I have to agree with Wilbur, Maggie - 1 Christmas cushion -0  Still I rescued the tree from it so not all bad! 

Like the weather, more sunshine than you think, I did get quite a bit done in the end.  Got my Christmas one hour basket finished (another branch demo) and made progress on the Modern Irish Bee Round Robins.  2 done, 1 more to go!  I'm hoping to get there by the end of the year on the last one!


The last swap of the year was a covered notebook swap with the Modern Irish Quilters.

In September I had signed up for a paper piecing miniatures class with Gwen Cottis though our branch of the Irish Patchwork Society.  I had some cute 2 1/2" squares completed and decided they needed to be a Spring (February's valentine heart), Summer (Irish one with lots of rain in July), Autumn and Winter notebook cover. I used ribbon from a bundle of fabric bought from the Fat Quarter Shop, a Daler Rowney sketchbook and some letter fabric I bought on Instagram from Betsy Grey Crafts last year.  The tutorial we all used for the swap was Cindy's really easy to follow step by step on her blog Fluffy Sheep Quilting here.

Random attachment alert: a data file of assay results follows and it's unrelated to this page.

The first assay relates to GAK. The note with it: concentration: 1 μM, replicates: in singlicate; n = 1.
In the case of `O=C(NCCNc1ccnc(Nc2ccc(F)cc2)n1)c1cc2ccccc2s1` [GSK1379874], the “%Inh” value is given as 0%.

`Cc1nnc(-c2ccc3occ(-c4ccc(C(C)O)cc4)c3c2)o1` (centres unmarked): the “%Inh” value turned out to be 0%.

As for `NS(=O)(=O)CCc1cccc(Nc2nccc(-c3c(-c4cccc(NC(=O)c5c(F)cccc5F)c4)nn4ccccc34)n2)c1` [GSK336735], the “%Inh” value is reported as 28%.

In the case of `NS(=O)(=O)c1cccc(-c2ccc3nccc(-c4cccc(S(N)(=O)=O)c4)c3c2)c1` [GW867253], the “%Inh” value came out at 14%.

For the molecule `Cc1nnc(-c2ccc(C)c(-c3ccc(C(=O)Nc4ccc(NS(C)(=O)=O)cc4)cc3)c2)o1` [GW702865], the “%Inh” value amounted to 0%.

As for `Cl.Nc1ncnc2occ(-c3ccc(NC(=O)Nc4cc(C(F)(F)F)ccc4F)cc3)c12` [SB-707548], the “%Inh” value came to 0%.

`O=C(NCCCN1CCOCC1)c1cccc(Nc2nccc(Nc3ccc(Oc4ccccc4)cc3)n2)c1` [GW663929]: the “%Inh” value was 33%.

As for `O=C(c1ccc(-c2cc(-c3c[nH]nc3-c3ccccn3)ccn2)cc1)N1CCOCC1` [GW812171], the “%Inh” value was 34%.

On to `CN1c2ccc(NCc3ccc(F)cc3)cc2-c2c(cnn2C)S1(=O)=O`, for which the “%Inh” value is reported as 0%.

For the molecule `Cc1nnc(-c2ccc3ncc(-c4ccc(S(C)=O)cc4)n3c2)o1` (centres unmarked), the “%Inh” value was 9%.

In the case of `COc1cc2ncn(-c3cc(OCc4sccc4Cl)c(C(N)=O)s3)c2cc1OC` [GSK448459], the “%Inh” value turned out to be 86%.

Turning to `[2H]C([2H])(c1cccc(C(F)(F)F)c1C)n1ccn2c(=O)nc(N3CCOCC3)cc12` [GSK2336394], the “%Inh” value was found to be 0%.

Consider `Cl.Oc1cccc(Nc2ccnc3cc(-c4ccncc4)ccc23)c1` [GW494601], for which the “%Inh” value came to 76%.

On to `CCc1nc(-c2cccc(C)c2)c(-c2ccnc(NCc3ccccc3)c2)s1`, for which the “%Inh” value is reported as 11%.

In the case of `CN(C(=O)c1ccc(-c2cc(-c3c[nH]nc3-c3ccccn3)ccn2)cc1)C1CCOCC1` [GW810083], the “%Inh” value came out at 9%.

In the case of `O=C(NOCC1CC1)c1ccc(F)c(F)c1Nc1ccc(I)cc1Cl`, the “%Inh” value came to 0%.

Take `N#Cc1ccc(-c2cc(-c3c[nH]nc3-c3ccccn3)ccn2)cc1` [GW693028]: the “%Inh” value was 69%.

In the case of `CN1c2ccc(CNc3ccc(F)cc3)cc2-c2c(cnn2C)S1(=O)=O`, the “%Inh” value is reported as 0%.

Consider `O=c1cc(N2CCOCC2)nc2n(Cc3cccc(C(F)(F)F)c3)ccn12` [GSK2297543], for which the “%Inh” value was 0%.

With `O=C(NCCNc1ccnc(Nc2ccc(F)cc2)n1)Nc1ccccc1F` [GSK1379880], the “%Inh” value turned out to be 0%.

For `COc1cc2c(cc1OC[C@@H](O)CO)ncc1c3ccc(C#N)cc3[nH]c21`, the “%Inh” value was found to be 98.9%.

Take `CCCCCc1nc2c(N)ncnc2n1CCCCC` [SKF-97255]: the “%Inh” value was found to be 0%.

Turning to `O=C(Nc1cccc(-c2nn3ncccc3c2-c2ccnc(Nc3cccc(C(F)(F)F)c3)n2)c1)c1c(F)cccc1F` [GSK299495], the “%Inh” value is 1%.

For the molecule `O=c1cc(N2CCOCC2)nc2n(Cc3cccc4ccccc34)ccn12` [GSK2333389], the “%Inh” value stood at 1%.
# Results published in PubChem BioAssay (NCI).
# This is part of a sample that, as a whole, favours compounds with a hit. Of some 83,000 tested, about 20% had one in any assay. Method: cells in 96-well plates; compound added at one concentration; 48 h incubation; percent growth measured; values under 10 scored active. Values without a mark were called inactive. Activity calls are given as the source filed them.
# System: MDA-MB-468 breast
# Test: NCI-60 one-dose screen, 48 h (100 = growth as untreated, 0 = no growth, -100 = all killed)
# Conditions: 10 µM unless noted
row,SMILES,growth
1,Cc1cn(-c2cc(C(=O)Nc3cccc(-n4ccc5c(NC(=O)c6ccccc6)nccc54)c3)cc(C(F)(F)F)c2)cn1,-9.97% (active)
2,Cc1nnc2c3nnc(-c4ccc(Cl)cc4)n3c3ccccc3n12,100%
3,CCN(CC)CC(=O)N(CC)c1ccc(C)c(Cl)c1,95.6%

Just yesterday I received a really lovely spring themed flower notebook and shabby chic calendar from Kristina - thank you so much!
Modern Quilters Ireland Christmas swap!

So frustrations aside, it's been a lovely finish to 2016.  Sunny side out.  Always!  So for 2017, I guess to get that feeling of a job well done I need to bust those UFO's and get back to what I enjoy most.  For me, that's exploring colour and shape in my own design ideas, testing them out in a quilt and hopefully writing more patterns - I'd like to get back to more of that next year.  It would be nice to get another magazine publication under my belt and finally make that quilt for our own bed!  Small goals but very achievable.  I have 2 teaching opportunities in March and April and am very excited about them.   And save for a proper summer holiday next year - that would be nice!

Crib set mum bought for me in the Vatican shop on a trip to Rome, Nativity scene from Dresden Christmas market (my favourite decoration in the whole house!


So that's it from me for 2016.  Happy Christmas everybody and here's to a productive, happy and fun filled 2017.
2017 Planning Party

Thursday, 17 November 2016

IPS Gallery at the Knitting and Stitching Show 2016